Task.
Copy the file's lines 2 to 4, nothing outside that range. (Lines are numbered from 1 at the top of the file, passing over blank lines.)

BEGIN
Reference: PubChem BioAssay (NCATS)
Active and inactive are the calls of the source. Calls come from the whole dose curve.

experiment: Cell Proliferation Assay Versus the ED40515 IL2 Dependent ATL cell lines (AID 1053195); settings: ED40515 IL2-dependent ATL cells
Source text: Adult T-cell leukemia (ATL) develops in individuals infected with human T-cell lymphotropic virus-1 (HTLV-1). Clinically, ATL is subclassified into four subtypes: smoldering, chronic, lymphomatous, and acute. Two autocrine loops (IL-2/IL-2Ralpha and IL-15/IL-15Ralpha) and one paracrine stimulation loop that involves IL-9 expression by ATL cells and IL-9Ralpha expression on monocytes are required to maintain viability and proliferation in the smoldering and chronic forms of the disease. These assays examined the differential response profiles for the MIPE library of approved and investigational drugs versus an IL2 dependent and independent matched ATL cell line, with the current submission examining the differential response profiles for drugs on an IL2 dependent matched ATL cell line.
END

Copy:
Active and inactive are the calls of the source. Calls come from the whole dose curve.

experiment: Cell Proliferation Assay Versus the ED40515 IL2 Dependent ATL cell lines (AID 1053195); settings: ED40515 IL2-dependent ATL cells
Source text: Adult T-cell leukemia (ATL) develops in individuals infected with human T-cell lymphotropic virus-1 (HTLV-1). Clinically, ATL is subclassified into four subtypes: smoldering, chronic, lymphomatous, and acute. Two autocrine loops (IL-2/IL-2Ralpha and IL-15/IL-15Ralpha) and one paracrine stimulation loop that involves IL-9 expression by ATL cells and IL-9Ralpha expression on monocytes are required to maintain viability and proliferation in the smoldering and chronic forms of the disease. These assays examined the differential response profiles for the MIPE library of approved and investigational drugs versus an IL2 dependent and independent matched ATL cell line, with the current submission examining the differential response profiles for drugs on an IL2 dependent matched ATL cell line.